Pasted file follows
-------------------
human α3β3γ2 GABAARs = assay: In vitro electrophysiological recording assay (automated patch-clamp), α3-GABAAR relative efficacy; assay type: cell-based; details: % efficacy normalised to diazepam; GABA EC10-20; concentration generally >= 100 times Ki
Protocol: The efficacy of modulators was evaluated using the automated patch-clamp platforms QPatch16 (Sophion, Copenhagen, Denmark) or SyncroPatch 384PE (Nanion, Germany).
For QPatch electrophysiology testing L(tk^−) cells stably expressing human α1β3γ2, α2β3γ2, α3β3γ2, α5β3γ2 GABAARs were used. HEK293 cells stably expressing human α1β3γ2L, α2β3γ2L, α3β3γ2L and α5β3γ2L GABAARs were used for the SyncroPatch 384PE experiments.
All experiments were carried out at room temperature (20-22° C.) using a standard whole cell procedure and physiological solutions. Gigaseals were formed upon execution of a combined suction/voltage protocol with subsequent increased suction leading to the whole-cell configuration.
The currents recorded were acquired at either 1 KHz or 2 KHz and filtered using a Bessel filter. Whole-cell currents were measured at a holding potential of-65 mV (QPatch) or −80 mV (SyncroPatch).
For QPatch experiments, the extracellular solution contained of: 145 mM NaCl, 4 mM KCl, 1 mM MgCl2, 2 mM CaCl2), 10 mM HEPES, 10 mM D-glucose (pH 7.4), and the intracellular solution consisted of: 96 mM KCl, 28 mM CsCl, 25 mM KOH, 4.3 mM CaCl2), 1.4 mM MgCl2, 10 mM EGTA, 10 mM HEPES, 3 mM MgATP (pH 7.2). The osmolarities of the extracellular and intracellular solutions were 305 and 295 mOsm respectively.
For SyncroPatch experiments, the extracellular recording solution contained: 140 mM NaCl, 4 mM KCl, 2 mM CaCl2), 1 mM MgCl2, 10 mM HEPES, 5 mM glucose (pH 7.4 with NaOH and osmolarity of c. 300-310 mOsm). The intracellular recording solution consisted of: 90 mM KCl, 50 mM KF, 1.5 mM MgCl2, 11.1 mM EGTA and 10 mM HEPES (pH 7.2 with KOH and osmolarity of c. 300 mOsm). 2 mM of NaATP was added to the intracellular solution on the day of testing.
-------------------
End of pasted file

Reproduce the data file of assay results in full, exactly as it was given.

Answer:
human α3β3γ2 GABAARs = assay: In vitro electrophysiological recording assay (automated patch-clamp), α3-GABAAR relative efficacy; assay type: cell-based; details: % efficacy normalised to diazepam; GABA EC10-20; concentration generally >= 100 times Ki
Protocol: The efficacy of modulators was evaluated using the automated patch-clamp platforms QPatch16 (Sophion, Copenhagen, Denmark) or SyncroPatch 384PE (Nanion, Germany).
For QPatch electrophysiology testing L(tk^−) cells stably expressing human α1β3γ2, α2β3γ2, α3β3γ2, α5β3γ2 GABAARs were used. HEK293 cells stably expressing human α1β3γ2L, α2β3γ2L, α3β3γ2L and α5β3γ2L GABAARs were used for the SyncroPatch 384PE experiments.
All experiments were carried out at room temperature (20-22° C.) using a standard whole cell procedure and physiological solutions. Gigaseals were formed upon execution of a combined suction/voltage protocol with subsequent increased suction leading to the whole-cell configuration.
The currents recorded were acquired at either 1 KHz or 2 KHz and filtered using a Bessel filter. Whole-cell currents were measured at a holding potential of-65 mV (QPatch) or −80 mV (SyncroPatch).
For QPatch experiments, the extracellular solution contained of: 145 mM NaCl, 4 mM KCl, 1 mM MgCl2, 2 mM CaCl2), 10 mM HEPES, 10 mM D-glucose (pH 7.4), and the intracellular solution consisted of: 96 mM KCl, 28 mM CsCl, 25 mM KOH, 4.3 mM CaCl2), 1.4 mM MgCl2, 10 mM EGTA, 10 mM HEPES, 3 mM MgATP (pH 7.2). The osmolarities of the extracellular and intracellular solutions were 305 and 295 mOsm respectively.
For SyncroPatch experiments, the extracellular recording solution contained: 140 mM NaCl, 4 mM KCl, 2 mM CaCl2), 1 mM MgCl2, 10 mM HEPES, 5 mM glucose (pH 7.4 with NaOH and osmolarity of c. 300-310 mOsm). The intracellular recording solution consisted of: 90 mM KCl, 50 mM KF, 1.5 mM MgCl2, 11.1 mM EGTA and 10 mM HEPES (pH 7.2 with KOH and osmolarity of c. 300 mOsm). 2 mM of NaATP was added to the intracellular solution on the day of testing.